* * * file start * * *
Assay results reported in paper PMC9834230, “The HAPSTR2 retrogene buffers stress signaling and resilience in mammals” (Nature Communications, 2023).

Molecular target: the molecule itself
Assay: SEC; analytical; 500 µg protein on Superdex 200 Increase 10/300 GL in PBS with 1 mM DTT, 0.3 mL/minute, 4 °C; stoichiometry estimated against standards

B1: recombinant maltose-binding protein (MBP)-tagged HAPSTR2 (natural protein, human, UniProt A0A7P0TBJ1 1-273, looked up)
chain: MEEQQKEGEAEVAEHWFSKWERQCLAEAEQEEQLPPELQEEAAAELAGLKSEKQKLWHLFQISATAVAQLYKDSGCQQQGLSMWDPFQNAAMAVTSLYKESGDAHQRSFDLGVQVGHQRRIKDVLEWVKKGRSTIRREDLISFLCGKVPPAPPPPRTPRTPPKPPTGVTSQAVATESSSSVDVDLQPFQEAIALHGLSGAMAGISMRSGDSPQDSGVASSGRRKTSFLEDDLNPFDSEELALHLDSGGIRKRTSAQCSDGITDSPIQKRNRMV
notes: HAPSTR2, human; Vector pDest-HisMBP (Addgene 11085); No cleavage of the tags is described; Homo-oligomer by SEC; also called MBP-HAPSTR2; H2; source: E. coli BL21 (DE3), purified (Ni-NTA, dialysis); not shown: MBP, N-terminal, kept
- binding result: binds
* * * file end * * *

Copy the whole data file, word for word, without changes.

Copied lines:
Assay results reported in paper PMC9834230, “The HAPSTR2 retrogene buffers stress signaling and resilience in mammals” (Nature Communications, 2023).

Molecular target: the molecule itself
Assay: SEC; analytical; 500 µg protein on Superdex 200 Increase 10/300 GL in PBS with 1 mM DTT, 0.3 mL/minute, 4 °C; stoichiometry estimated against standards

B1: recombinant maltose-binding protein (MBP)-tagged HAPSTR2 (natural protein, human, UniProt A0A7P0TBJ1 1-273, looked up)
chain: MEEQQKEGEAEVAEHWFSKWERQCLAEAEQEEQLPPELQEEAAAELAGLKSEKQKLWHLFQISATAVAQLYKDSGCQQQGLSMWDPFQNAAMAVTSLYKESGDAHQRSFDLGVQVGHQRRIKDVLEWVKKGRSTIRREDLISFLCGKVPPAPPPPRTPRTPPKPPTGVTSQAVATESSSSVDVDLQPFQEAIALHGLSGAMAGISMRSGDSPQDSGVASSGRRKTSFLEDDLNPFDSEELALHLDSGGIRKRTSAQCSDGITDSPIQKRNRMV
notes: HAPSTR2, human; Vector pDest-HisMBP (Addgene 11085); No cleavage of the tags is described; Homo-oligomer by SEC; also called MBP-HAPSTR2; H2; source: E. coli BL21 (DE3), purified (Ni-NTA, dialysis); not shown: MBP, N-terminal, kept
- binding result: binds